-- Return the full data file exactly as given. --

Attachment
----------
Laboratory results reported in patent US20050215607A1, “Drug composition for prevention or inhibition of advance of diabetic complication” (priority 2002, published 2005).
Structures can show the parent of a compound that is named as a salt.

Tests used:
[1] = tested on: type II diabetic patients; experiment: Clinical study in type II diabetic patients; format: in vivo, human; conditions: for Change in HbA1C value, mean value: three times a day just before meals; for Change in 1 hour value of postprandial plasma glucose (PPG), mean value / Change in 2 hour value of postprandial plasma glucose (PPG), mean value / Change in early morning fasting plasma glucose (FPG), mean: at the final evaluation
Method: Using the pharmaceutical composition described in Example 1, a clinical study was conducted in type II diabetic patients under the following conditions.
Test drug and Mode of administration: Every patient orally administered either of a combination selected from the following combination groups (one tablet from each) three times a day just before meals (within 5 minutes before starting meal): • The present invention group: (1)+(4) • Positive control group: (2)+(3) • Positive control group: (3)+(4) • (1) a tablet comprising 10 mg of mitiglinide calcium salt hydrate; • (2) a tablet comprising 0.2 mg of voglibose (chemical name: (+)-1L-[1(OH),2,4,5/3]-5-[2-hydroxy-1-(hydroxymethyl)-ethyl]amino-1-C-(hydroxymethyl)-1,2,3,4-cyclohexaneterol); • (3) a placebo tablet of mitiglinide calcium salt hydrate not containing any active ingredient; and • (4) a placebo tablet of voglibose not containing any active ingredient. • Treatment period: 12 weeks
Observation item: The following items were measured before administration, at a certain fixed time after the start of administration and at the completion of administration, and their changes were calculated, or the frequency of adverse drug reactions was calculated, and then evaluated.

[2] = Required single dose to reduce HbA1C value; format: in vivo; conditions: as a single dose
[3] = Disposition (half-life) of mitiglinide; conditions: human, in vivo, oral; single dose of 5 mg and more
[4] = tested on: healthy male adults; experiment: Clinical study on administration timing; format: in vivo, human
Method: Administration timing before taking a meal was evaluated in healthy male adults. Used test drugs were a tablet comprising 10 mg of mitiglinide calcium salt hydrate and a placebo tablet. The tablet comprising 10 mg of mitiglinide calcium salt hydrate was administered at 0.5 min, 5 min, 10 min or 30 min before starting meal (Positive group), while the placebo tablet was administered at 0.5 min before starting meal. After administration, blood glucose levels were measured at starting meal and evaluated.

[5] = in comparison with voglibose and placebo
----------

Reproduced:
Laboratory results reported in patent US20050215607A1, “Drug composition for prevention or inhibition of advance of diabetic complication” (priority 2002, published 2005).
Structures can show the parent of a compound that is named as a salt.

Tests used:
[1] = tested on: type II diabetic patients; experiment: Clinical study in type II diabetic patients; format: in vivo, human; conditions: for Change in HbA1C value, mean value: three times a day just before meals; for Change in 1 hour value of postprandial plasma glucose (PPG), mean value / Change in 2 hour value of postprandial plasma glucose (PPG), mean value / Change in early morning fasting plasma glucose (FPG), mean: at the final evaluation
Method: Using the pharmaceutical composition described in Example 1, a clinical study was conducted in type II diabetic patients under the following conditions.
Test drug and Mode of administration: Every patient orally administered either of a combination selected from the following combination groups (one tablet from each) three times a day just before meals (within 5 minutes before starting meal): • The present invention group: (1)+(4) • Positive control group: (2)+(3) • Positive control group: (3)+(4) • (1) a tablet comprising 10 mg of mitiglinide calcium salt hydrate; • (2) a tablet comprising 0.2 mg of voglibose (chemical name: (+)-1L-[1(OH),2,4,5/3]-5-[2-hydroxy-1-(hydroxymethyl)-ethyl]amino-1-C-(hydroxymethyl)-1,2,3,4-cyclohexaneterol); • (3) a placebo tablet of mitiglinide calcium salt hydrate not containing any active ingredient; and • (4) a placebo tablet of voglibose not containing any active ingredient. • Treatment period: 12 weeks
Observation item: The following items were measured before administration, at a certain fixed time after the start of administration and at the completion of administration, and their changes were calculated, or the frequency of adverse drug reactions was calculated, and then evaluated.

[2] = Required single dose to reduce HbA1C value; format: in vivo; conditions: as a single dose
[3] = Disposition (half-life) of mitiglinide; conditions: human, in vivo, oral; single dose of 5 mg and more
[4] = tested on: healthy male adults; experiment: Clinical study on administration timing; format: in vivo, human
Method: Administration timing before taking a meal was evaluated in healthy male adults. Used test drugs were a tablet comprising 10 mg of mitiglinide calcium salt hydrate and a placebo tablet. The tablet comprising 10 mg of mitiglinide calcium salt hydrate was administered at 0.5 min, 5 min, 10 min or 30 min before starting meal (Positive group), while the placebo tablet was administered at 0.5 min before starting meal. After administration, blood glucose levels were measured at starting meal and evaluated.

[5] = in comparison with voglibose and placebo